The impetus for a plan to remake Balboa Park’s western entrance was the impending centennial celebration in 2015.

A judge’s ruling this year seemed to doom that plan: Even if proponents appealed, there’d be no way to construct the new features in the park in time for the expected celebrations.

But today, one of the chief consultants on the Plaza de Panama plan, Gordon Kovtun, said the committee’s decision to appeal (announced this weekend) is not connected to the 2015 timing.

“Right now our focus is on the appeal and we’re not anticipating to start the Plaza de Panama project prior to the Centennial,” Kovtun said.

The plan, led and largely bankrolled by philanthropist Irwin Jacobs, would rid park plazas of cars and parking and build a new parking garage behind the Spreckels Organ Pavilion. In February, Judge Tim Taylor ruled that the city erred in approving the project last July.

We had a few questions about the announcement and the news in the U-T, so we asked Kovtun of KCM Group, a construction management company.

What would be your ideal timeline for this process?
I understand that appeals take between one to two years but clearly the hope is for a prompt resolution.

When the judge announced his decision, city sentiment seemed to be that any appeal would be too complicated because of the 2015 deadline. How would constructing the plan affect planned 2015 celebrations?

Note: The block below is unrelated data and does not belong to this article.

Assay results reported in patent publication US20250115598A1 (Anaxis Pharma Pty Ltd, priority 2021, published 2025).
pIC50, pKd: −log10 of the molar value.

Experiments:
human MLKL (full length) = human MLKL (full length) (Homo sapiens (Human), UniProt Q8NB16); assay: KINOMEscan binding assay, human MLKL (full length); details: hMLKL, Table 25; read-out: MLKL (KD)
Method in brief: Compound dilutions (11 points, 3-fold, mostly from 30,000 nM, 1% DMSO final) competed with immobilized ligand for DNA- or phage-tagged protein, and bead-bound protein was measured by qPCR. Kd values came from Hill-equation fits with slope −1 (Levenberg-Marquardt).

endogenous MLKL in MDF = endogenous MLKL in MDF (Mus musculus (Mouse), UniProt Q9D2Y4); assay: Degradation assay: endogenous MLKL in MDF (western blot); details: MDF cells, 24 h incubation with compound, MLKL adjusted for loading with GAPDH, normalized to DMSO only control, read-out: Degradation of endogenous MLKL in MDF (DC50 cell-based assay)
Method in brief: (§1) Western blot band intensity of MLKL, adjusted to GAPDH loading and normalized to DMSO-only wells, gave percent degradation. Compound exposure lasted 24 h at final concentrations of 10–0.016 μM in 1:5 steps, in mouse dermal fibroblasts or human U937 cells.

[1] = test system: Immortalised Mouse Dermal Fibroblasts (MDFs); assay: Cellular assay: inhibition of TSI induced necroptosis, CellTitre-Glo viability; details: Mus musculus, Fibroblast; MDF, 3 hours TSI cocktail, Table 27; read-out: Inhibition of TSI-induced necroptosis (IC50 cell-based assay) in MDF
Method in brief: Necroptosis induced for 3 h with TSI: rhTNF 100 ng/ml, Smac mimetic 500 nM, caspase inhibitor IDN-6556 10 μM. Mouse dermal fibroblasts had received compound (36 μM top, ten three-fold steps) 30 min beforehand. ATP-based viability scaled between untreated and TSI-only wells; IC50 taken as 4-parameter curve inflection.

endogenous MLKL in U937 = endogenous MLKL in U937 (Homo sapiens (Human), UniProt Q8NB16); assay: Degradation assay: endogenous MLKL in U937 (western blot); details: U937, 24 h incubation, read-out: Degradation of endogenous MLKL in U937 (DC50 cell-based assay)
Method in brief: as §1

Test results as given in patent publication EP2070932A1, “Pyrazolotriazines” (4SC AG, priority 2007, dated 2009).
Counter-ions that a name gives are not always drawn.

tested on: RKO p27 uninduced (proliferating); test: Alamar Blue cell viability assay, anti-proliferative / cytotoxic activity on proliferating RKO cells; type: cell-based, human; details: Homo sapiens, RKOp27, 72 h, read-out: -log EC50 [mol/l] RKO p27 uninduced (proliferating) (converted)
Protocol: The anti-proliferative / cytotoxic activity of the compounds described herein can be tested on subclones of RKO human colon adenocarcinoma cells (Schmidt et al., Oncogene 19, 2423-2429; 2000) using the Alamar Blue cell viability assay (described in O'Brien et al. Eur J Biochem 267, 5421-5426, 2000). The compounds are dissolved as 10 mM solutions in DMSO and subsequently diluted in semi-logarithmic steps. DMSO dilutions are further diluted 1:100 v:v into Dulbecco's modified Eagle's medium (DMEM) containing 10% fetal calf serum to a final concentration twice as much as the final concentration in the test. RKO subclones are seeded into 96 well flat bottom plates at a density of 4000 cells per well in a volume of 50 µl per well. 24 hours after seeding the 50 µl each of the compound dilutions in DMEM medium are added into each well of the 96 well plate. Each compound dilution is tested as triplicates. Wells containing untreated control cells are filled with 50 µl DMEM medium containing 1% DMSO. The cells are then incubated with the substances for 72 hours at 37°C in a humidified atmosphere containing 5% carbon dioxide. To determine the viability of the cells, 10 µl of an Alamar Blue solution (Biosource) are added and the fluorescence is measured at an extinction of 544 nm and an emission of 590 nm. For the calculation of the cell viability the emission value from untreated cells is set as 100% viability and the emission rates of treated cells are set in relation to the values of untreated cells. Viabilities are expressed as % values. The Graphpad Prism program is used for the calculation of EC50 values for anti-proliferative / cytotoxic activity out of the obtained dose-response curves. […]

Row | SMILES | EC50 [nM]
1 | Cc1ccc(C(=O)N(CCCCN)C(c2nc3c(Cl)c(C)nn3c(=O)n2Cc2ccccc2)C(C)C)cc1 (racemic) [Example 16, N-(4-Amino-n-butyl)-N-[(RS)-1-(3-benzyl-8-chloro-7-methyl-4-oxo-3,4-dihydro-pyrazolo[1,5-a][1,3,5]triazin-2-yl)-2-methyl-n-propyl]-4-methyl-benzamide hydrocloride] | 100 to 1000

The Plaza de Panama project is not dependent on the 2015 Centennial Celebration.

When did you decide to appeal?
The Plaza de Panama Committee and its supporters have always disagreed with the ruling but the appeal was filed on May 24th.

What will Irwin Jacobs’ involvement (financial or otherwise) be going forward?
I cannot speak for Irwin Jacobs involvement but perhaps that is a question best asked after the outcome of the appeal is known.

Should you win your appeal, how do you plan to deal with any opposition from SOHO, the mayor or others?
The appeal should remove the last roadblock from a project like this.


On KPBS today, Mayor Bob Filner — who spoke in opposition to the plan at City Council before he was elected mayor — said he thought the plan is “moot.” Filner announced a plan to close the Cabrillo Bridge to cars on weekends and rid the Plaza de Panama of parking.

But Kovtun said there’s room for both.

“We’re not competing with the mayor’s plan,” he said. “The mayor’s plan is temporary.”

Disclosure: Irwin Jacobs is a major supporter of Voice of San Diego.

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Kelly Bennett is a former staff writer for Voice of San Diego.

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